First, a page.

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Discussion Starter #21
Using Castrol Transmax Import. I tried the Valvoline Max Life and it would overheat more frequently using it. I didn't do the bypass myself my mechanic did. How do reroute it to go through the radiator and the cooler? I've changed the fluid 4 times
 

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Using Castrol Transmax Import. I tried the Valvoline Max Life and it would overheat more frequently using it. I didn't do the bypass myself my mechanic did. How do reroute it to go through the radiator and the cooler? I've changed the fluid 4 times
Not to get in an argument over fluid, DW-1 and Castrol ATF are not full synthetic and are more likely to burn (turn black), but obviously the kind of fluid is not the issue here and Castrol is certainly better than DW-1. There is a greater issue, and hopefully looping the radiator back in will solve the problem.
In post #15 by @plplplpl the diagram for the in and out ports are shown. You would simply need to loop your fluid to the radiator and out. Remove one hose from your external cooler and route it to the "in" port of your radiator. Then from your "out" port of the radiator to the transmission. This may be easier said than done.
 

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Depending on the skill set of the OP the Aux trans cooler could be placed in series with the radiator since they should work together to reduce temps.
 

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Discussion Starter #24
Not to get in an argument over fluid, DW-1 and Castrol ATF are not full synthetic and are more likely to burn (turn black), but obviously the kind of fluid is not the issue here and Castrol is certainly better than DW-1. There is a greater issue, and hopefully looping the radiator back in will solve the problem.
In post #15 by @plplplpl the diagram for the in and out ports are shown. You would simply need to loop your fluid to the radiator and out. Remove one hose from your external cooler and route it to the "in" port of your radiator. Then from your "out" port of the radiator to the transmission. This may be easier said than done.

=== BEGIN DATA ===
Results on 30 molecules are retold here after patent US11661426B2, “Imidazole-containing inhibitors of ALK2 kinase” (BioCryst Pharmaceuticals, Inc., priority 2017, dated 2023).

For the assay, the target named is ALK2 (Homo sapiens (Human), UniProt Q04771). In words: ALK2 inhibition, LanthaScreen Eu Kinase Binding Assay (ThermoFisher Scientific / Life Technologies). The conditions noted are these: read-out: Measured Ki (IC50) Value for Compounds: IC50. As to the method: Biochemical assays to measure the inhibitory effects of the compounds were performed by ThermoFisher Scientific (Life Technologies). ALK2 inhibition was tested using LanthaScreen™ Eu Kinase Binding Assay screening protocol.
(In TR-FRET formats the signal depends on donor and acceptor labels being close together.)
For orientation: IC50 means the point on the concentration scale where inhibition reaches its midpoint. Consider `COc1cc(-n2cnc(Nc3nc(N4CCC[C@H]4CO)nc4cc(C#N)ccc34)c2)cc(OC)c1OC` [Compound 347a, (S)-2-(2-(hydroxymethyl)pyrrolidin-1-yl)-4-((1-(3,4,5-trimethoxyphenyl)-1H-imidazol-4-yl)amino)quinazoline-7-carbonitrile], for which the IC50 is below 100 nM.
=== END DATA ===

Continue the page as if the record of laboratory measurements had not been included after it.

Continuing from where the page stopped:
Should I keep the flow order to say transmission to radiator cooler to external transmission cooler then to transmission? Would this help with cooling?
 

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Should I keep the flow order to say transmission to radiator cooler to external transmission cooler then to transmission? Would this help with cooling?
The only example I personally have is on a Nissan NV I own that has an external cooler and the fluid goes through the radiator too. The out port from the transmission (hot fluid) goes through the external cooler first, then to the radiator.
 

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In a colder climate would having the order tranny out -> ext cooler -> radiator -> tranny in be beneficial since the radiator might actually be warming up the tranny fluid in this case?
 

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In a colder climate would having the order tranny out -> ext cooler -> radiator -> tranny in be beneficial since the radiator might actually be warming up the tranny fluid in this case?
And since I'm in a hot climate most of the time, It might be better the other way. ?
 

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This is great.

A practical reference point: when replacing my transmission recently, the (re)manufacturer required a separate, isolated transmission cooler for any warranty. Likely this is to prevent the possibility of coolant / ATF blending, but still - these guys sell a lot of re-built Honda 5-speeds.

From a thermal perspective, I can see that keeping the integrated radiator cooler in really cold climates would be a benefit. In that case, the radiator is working like a pre-heater for the ATF until everything reaches equilibrium. But I don't see the logic in running warm ATF into the external cooler - if the external has significant cooling capacity, really cold weather is going to suck most that heat back into the air. The ATF will warm up a little faster, maybe, but is that useful?

I would guess (absent any real data or real knowledge) that unless you live in a place where you routinely use a plug-in engine block heater, it won't make much difference. I would place my bet on using the external cooler only, because its simpler and eliminates the risk of mixing coolant and ATF.

To really do it right, I would want a thermostat in the transmission coolant line, and still keep the two separate. I doubt that this is either practical or worth the risk of other problems.
 
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